If you are not fond of History, they are two other major let downs in this movie. First, Robin Hood made use of his bow only twice the whole time. (once to torture a French dude then to kill the treator at the end) The rest of the movie, Robin is using a sword having stolen the identity of a knight in order to save his skin. At this point Robin seems to enjoy his knighthood (and an old Mariane played by Cate Blanchett) while trying to find who killed his real father, a pointless quest that brings only more confusion to the movie. Indeed, he becomes friend with the old man who had his real father killed. The old man in question is 80+ years old which is well worth a page in the Guinness Book Record given we are in the Middle Age and everyone dies in their 40s (bad luck and bad teeth).

The second major drawback is that the infamous Sheriff of Notthingham plays no major role in this prequel, only the role of a buffon who seems to be afraid of his own shadow. It is hard to imagine how the Sheriff could ever become the main bad guy in the sequel, because any little respect Ridley Scott gave him, he took it back almost immediately. Now the good news is: I sincerely doubt Ridley Scott will dare to do a sequel. His movie was so bad it is already available on DVD as a bundle with Gladiator. Hence the reason(s) why this Robin Hood is by far the worst version ever. Atrocious indeed.Hide

Really enjoyed this rendition with great acting and think its really worth the effort. Go you won't be sorry

This movie is terrible and I am sorry I wasted 10 dollars and two hours of my life on it. Poor acting, predictable plot and some scenes were so bad they made you cringe!!

I must say that I expected this movie to be dull and repetitive and kind-of boring in an old-England, men-in-green-tights, kind of way. I was wrong! It kept me intrigued from the beginning, very reminiscent of Lord of the Rings grand scale warfare and adventure. Russell Crowe adapts to these roles easily so (unfortunately) it is more of the same from him, but the director wanted a harder, less "gally-ho" and more "outta my way", character and that's what Russell Crowe has delivered. I'd say... More go see it - it's definitely the rawest Robin Hood you'll have ever seen!Hide

Easily the worst movie I've seen this year. boring, predictable, poorly acted. Don't waste your money.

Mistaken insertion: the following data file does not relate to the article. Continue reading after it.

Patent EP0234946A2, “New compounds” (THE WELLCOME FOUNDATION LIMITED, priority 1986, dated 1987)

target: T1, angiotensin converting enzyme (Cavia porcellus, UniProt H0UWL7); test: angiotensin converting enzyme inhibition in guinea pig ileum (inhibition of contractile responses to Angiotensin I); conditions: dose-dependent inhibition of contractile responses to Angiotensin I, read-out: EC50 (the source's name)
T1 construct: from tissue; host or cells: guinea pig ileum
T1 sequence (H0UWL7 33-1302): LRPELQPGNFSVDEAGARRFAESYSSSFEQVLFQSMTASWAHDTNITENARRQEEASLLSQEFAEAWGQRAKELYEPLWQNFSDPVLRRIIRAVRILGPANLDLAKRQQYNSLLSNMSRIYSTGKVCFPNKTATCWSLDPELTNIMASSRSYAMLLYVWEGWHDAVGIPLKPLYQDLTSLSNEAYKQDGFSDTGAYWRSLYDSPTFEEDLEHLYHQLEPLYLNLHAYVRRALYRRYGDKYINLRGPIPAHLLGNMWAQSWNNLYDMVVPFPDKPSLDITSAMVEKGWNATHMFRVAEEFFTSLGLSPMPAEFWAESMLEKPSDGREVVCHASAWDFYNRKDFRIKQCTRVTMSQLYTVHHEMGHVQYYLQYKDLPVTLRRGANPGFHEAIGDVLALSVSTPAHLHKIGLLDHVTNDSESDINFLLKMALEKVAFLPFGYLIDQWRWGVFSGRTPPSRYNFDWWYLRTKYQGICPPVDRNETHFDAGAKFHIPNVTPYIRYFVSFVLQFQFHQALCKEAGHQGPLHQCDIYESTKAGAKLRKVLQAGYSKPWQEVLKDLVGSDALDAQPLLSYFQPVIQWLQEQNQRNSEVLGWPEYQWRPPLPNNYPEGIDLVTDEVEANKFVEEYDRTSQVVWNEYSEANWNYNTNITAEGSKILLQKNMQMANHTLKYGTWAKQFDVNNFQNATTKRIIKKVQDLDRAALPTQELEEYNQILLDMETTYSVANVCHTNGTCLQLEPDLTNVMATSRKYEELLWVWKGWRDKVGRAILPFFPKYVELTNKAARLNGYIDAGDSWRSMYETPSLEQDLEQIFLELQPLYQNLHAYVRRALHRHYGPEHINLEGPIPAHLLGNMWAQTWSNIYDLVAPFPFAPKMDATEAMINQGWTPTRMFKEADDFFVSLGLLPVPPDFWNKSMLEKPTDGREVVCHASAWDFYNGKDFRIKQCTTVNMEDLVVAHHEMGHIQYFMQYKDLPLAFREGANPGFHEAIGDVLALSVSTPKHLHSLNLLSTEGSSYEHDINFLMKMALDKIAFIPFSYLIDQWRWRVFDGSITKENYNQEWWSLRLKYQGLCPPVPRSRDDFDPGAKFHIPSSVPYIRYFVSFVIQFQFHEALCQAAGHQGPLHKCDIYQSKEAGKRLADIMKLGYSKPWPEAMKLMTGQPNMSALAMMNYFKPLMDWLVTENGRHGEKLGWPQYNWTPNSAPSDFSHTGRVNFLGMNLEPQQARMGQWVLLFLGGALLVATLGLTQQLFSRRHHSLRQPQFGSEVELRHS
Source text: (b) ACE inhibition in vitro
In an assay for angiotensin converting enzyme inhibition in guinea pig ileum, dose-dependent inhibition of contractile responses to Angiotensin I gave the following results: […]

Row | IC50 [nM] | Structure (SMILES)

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The Press Reviews

43% of critics recommend.
Rotten Tomatoes Score. More reviews on Rotten Tomatoes

  • Grown-up but not too serious; action-packed but not juvenile… Not only is this the mullet-free Robin Hood movie we’ve been waiting decades for, it’s also Ridley Scott and Russell Crowe at their most entertaining since Gladiator. Full Review

  • Scott has an eye -- and it's a very good one -- for sieges of castles, charging horsemen, hand-to-hand combat, glistening swords arcing through the air and deadly arrows whistling toward helpless targets. Full Review

  • Rusty Crowe and his trusty bow in good form but movie can't see Sherwood forest for the trees... Full Review

  • The most pointless and bloated vanity project since Battlefield Earth. Overthought, overwrought and not over soon enough. Full Review

  • The final epic sequence which culminates on a battle on England's Dover cliffs is stunning - cameras swoop in and capture every nuance of the action. Full Review

  • Impressively made and serious-minded to a fault, this physically imposing picture brings abundant political-historical dimensions to its epic canvas, yet often seems devoted to stifling whatever pleasure audiences may have derived from the popular legend. Full Review

  • Ridley Scott's take on Robin Hood is nicely acted and features some state-of-the-art CGI effects but there's not enough action, it drags horribly in the middle and the decision to focus on the pre-outlaw days means that it occasionally feels a bit Braveheart-by-numbers. Full Review